current = next +1;
                next = line.find_first_of(delimeters,current);
                arg2 = line.substr(current, next-current);

            }
        }

        if (opcode == "INT")
        {
            memory[p] = arg1;
            p++;
            continue;
        }

        if (opcode == "HALT" || opcode == "NOP" || opcode == "P_REGS")
        {
            memory[p] = opcode;
            p+=3;
            continue;
        }

        if(opcode == "J" || opcode =="JEQR" || opcode == "JNE" || opcode == "JNER" || opcode == "JLT" || opcode == "JLTR" || opcode == "JGT" || opcode == "JGTR" || opcode == "JLE" || opcode == "JLER" || opcode == "JGE" || opcode == "JGER" || opcode == "JR")
        {
            memory[p] = opcode;
            memory[p+1] = arg1;
            p+=3;
            continue;
        }

        if (opcode == "WORDS")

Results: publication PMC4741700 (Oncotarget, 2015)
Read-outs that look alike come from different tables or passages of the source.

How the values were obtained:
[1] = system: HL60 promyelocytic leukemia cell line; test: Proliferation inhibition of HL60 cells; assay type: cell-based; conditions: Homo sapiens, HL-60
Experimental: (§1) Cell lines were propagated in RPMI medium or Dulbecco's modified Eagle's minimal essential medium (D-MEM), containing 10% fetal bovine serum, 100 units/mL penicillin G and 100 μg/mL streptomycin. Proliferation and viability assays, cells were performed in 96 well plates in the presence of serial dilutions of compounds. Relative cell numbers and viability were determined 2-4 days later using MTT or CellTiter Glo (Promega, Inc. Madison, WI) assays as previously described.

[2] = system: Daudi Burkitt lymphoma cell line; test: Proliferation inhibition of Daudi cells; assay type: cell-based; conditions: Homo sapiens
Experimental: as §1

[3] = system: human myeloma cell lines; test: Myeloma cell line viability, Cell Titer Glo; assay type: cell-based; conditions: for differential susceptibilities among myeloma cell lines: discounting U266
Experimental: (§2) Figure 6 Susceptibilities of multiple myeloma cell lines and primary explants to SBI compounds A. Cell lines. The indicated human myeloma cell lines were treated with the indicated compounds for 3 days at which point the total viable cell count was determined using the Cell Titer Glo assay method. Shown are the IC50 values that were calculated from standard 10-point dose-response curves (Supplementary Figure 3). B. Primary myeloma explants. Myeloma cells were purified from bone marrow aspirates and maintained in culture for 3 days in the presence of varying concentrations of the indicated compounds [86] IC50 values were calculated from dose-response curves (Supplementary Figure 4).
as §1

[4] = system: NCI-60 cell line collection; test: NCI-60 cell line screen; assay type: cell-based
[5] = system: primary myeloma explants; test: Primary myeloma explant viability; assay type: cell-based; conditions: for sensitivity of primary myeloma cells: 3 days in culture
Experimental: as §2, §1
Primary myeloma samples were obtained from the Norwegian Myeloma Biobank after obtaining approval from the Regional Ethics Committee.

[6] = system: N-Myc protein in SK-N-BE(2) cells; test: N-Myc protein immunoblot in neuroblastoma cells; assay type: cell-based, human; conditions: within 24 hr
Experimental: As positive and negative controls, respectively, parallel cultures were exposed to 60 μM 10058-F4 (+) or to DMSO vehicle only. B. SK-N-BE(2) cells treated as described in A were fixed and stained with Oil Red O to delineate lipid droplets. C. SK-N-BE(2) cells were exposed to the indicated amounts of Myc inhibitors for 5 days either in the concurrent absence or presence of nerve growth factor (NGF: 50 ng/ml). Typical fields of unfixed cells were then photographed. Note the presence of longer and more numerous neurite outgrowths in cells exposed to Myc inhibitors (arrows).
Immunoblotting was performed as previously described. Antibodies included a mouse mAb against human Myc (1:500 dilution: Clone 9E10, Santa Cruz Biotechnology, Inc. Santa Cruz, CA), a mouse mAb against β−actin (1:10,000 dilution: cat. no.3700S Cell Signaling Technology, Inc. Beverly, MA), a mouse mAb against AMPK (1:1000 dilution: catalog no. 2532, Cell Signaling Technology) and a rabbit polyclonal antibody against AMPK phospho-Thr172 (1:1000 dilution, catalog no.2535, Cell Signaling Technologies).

{
            int l = atoi(arg1.c_str());
            for (int k = 0; k <= l; k++)
            {
                memory[p+k] = "0";
            }

            p+=l;
            continue;
        }

        else
        {
            memory[p] = opcode;
            memory[p+1] = arg1;
            memory[p+2] = arg2;
            p+=3;
        }

    }

    // If the first character is a tab or space then there is no label and we just need to get a counter        


    if (line[0] == '\t' || line[0] == ' ')
    {
        string delimeters = "\t ";
        int current;
        int next = -1;
        current = next + 1;
        next = line.find_first_of( delimeters, current);
        label = line.substr( current, next - current );

    if(next>=0)
        {
            current = next + 1;
            next = line.find_first_of(delimeters, current);
            opcode = line.substr(current, next - current);